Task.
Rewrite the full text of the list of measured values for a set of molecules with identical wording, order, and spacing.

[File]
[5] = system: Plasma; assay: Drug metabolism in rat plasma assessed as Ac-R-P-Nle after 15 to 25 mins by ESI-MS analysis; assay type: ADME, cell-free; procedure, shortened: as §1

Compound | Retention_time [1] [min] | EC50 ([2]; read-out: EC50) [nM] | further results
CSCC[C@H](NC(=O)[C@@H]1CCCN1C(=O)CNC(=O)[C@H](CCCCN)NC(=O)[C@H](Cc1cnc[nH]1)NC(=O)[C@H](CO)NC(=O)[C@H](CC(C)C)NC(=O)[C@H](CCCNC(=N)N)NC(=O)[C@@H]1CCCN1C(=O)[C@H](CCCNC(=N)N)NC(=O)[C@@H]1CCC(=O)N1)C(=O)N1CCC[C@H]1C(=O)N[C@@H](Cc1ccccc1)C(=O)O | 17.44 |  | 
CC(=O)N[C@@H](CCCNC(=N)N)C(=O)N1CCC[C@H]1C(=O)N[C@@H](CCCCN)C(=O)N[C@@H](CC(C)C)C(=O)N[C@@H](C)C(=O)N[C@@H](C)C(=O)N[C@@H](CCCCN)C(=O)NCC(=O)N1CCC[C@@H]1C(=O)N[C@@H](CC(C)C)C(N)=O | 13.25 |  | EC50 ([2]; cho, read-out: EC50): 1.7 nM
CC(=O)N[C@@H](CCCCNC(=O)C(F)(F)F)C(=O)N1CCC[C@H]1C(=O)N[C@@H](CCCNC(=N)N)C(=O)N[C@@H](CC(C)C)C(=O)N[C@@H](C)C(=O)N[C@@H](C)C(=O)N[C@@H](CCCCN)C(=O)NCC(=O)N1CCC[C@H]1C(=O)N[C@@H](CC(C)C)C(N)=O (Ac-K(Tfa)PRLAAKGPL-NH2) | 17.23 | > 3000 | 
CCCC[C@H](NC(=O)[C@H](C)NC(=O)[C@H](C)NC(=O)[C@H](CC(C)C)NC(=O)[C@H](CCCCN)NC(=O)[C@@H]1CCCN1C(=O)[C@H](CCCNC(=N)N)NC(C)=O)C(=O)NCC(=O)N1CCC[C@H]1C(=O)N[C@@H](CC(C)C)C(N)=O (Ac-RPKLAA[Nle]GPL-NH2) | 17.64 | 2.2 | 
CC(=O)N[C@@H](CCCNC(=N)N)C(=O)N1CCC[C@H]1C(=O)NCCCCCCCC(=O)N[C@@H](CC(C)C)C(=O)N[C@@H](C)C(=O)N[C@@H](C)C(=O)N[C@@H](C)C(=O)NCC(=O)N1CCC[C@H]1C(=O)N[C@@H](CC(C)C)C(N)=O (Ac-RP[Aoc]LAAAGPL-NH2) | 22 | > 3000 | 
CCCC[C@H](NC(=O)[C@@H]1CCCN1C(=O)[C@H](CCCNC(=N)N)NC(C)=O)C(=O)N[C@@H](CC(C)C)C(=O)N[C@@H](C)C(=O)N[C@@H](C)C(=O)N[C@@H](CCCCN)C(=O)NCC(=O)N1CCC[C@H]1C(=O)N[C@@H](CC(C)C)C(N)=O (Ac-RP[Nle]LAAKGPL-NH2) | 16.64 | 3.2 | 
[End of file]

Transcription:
[5] = system: Plasma; assay: Drug metabolism in rat plasma assessed as Ac-R-P-Nle after 15 to 25 mins by ESI-MS analysis; assay type: ADME, cell-free; procedure, shortened: as §1

Compound | Retention_time [1] [min] | EC50 ([2]; read-out: EC50) [nM] | further results
CSCC[C@H](NC(=O)[C@@H]1CCCN1C(=O)CNC(=O)[C@H](CCCCN)NC(=O)[C@H](Cc1cnc[nH]1)NC(=O)[C@H](CO)NC(=O)[C@H](CC(C)C)NC(=O)[C@H](CCCNC(=N)N)NC(=O)[C@@H]1CCCN1C(=O)[C@H](CCCNC(=N)N)NC(=O)[C@@H]1CCC(=O)N1)C(=O)N1CCC[C@H]1C(=O)N[C@@H](Cc1ccccc1)C(=O)O | 17.44 |  | 
CC(=O)N[C@@H](CCCNC(=N)N)C(=O)N1CCC[C@H]1C(=O)N[C@@H](CCCCN)C(=O)N[C@@H](CC(C)C)C(=O)N[C@@H](C)C(=O)N[C@@H](C)C(=O)N[C@@H](CCCCN)C(=O)NCC(=O)N1CCC[C@@H]1C(=O)N[C@@H](CC(C)C)C(N)=O | 13.25 |  | EC50 ([2]; cho, read-out: EC50): 1.7 nM
CC(=O)N[C@@H](CCCCNC(=O)C(F)(F)F)C(=O)N1CCC[C@H]1C(=O)N[C@@H](CCCNC(=N)N)C(=O)N[C@@H](CC(C)C)C(=O)N[C@@H](C)C(=O)N[C@@H](C)C(=O)N[C@@H](CCCCN)C(=O)NCC(=O)N1CCC[C@H]1C(=O)N[C@@H](CC(C)C)C(N)=O (Ac-K(Tfa)PRLAAKGPL-NH2) | 17.23 | > 3000 | 
CCCC[C@H](NC(=O)[C@H](C)NC(=O)[C@H](C)NC(=O)[C@H](CC(C)C)NC(=O)[C@H](CCCCN)NC(=O)[C@@H]1CCCN1C(=O)[C@H](CCCNC(=N)N)NC(C)=O)C(=O)NCC(=O)N1CCC[C@H]1C(=O)N[C@@H](CC(C)C)C(N)=O (Ac-RPKLAA[Nle]GPL-NH2) | 17.64 | 2.2 | 
CC(=O)N[C@@H](CCCNC(=N)N)C(=O)N1CCC[C@H]1C(=O)NCCCCCCCC(=O)N[C@@H](CC(C)C)C(=O)N[C@@H](C)C(=O)N[C@@H](C)C(=O)N[C@@H](C)C(=O)NCC(=O)N1CCC[C@H]1C(=O)N[C@@H](CC(C)C)C(N)=O (Ac-RP[Aoc]LAAAGPL-NH2) | 22 | > 3000 | 
CCCC[C@H](NC(=O)[C@@H]1CCCN1C(=O)[C@H](CCCNC(=N)N)NC(C)=O)C(=O)N[C@@H](CC(C)C)C(=O)N[C@@H](C)C(=O)N[C@@H](C)C(=O)N[C@@H](CCCCN)C(=O)NCC(=O)N1CCC[C@H]1C(=O)N[C@@H](CC(C)C)C(N)=O (Ac-RP[Nle]LAAKGPL-NH2) | 16.64 | 3.2 | 